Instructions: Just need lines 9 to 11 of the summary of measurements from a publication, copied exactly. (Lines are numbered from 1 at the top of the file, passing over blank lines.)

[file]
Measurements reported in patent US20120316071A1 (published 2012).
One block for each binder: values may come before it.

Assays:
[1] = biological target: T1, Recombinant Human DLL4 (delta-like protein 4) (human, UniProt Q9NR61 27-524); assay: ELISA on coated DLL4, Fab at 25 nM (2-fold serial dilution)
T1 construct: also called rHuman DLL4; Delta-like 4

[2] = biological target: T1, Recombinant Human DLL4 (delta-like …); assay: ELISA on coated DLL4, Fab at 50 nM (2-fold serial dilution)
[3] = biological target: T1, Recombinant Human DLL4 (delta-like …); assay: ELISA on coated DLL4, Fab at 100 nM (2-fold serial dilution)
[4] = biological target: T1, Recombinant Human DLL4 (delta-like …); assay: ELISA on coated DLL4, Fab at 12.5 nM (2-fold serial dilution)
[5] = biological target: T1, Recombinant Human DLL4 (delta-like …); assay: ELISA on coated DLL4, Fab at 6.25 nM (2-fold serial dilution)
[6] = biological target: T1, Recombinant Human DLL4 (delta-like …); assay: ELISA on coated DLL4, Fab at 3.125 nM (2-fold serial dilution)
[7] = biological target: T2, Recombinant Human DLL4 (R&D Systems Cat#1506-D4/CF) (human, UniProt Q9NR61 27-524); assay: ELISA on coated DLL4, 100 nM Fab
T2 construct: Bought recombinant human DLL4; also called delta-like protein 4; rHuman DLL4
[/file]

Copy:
[5] = biological target: T1, Recombinant Human DLL4 (delta-like …); assay: ELISA on coated DLL4, Fab at 6.25 nM (2-fold serial dilution)
[6] = biological target: T1, Recombinant Human DLL4 (delta-like …); assay: ELISA on coated DLL4, Fab at 3.125 nM (2-fold serial dilution)
[7] = biological target: T2, Recombinant Human DLL4 (R&D Systems Cat#1506-D4/CF) (human, UniProt Q9NR61 27-524); assay: ELISA on coated DLL4, 100 nM Fab